While many choreographers would look to a 50th anniversary tour to program a greatest hits package, Twyla Tharp, who will be at The Granada Theatre tonight, does the opposite in a career of bold moves. Instead she’s created an evening of two new works. “Preludes and Fugues” raids the extensive pieces in J.S. Bach’s “Well-Tempered Clavier” and bears the influences of all those that came before her in modern dance: Merce Cunningham, Jerome Robbins, Martha Graham and George Balanchine. And “Yowzie” turns from classical to jazz, with bright costumes and a soundtrack of early ragtime and jazz.
“Preludes” is “the world as it ought to be,” she says, “and Yowzie is the world as it is.” Ms. Tharp is quoting herself, and it’s a phrase that graces the evening’s program in her artistic statement. That tension between fantasy and reality has long been part of her work.
Adam Barruch is on to something that might be new in both the world of theater and the world of dance. Mr. Barruch’s adaptation of Stephen Sondheim’s “Sweeney Todd: The Demon Barber of Fleet Street” is not a dance interpretation of the musical. Neither is it Mr. Sondheim’s musical with extra dance numbers. Sitting in on the rehearsals at the Lobero Theatre – Diane Vapnek and her DANCEworks secured the space as a gift for his residency – it’s hard to say what Mr. Barruch’s “Todd” will finally become until tonight’s premiere.
William D. Popp plays Sweeney Todd, yet he’s often working alongside the other dancers singing about himself in the third person. These are concepts, not characters, to be possessed by at will. There’s something primal about it, like Mr. Barruch has gone back to druidic times, thinking more of blood sacrifice, and less dreadful about human meat pies.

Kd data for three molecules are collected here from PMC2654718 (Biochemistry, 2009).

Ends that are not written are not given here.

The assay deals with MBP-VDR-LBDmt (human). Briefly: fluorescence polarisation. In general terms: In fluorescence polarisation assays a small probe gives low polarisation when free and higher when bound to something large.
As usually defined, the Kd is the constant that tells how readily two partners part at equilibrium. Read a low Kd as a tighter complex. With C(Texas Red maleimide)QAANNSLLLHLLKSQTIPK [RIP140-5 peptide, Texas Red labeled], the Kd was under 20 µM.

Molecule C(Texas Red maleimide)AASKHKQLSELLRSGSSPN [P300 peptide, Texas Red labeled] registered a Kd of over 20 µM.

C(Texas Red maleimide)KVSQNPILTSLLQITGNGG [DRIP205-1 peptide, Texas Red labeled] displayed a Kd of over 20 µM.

Somebody back in the mists of time – maybe it was a teacher – said, “There is no such thing as a stupid question.” It’s in this spirit of feedback and inquisitiveness that Weslie Ching has started up the Crit series at Center Stage Theater. This free event is a chance for performance arts fans and the curious to see five new works in their zygotic form, and after each work they will be invited to give their opinions. The first installment is called “Crit 001.” (She hopes there’ll be a series that at least goes to double digits.)
“After a show everybody congratulates you and that’s great,” Ms. Ching says. “But I really wanted to create a place where somebody could give feedback that would’t necessarily be positive.”
Noches de Ronda, one of Old Spanish Day’s oldest traditions, opened for a three-night run at the Courthouse Sunken Garden on Thursday.
A two-hour program of flamenco and folklorico dance and music is a treat for both the ear and eye and represents the differing Latin influences on Santa Barbara history, from the Spanish explorers to the Mexican and Californio residents.
No matter the origin, the evening is filled with stunning outfits and poetic dancing. The Sunken Garden fills with families and friends, sitting in beach chairs and covered in blankets against the damp night air.
The SELAH Contemporary Dance Collective may sound familiar to those who have attended numerous showcases in Santa Barbara like Nectar, Fusion, Dance Alliance or Nebula’s HH11, but they have not had a full show to themselves until now. On Saturday, they will premiere “Wages,” a 40-minute work that they’ve been performing in excerpts since last year.
The evening will be preceded by two works from Montecito School of Ballet, where Meredith Cabaniss, one of SELAH’s founders, teaches contemporary dance.
Dancers grow and leave the stage. They become choreographers, some of them, and those who do often pass down their history and heritage to their star pupils. When the American Dance & Music company hits the stage today (and tomorrow) at the New Vic, they are bringing a piece that has been handed down twice, and that gives its name to this collection of four works.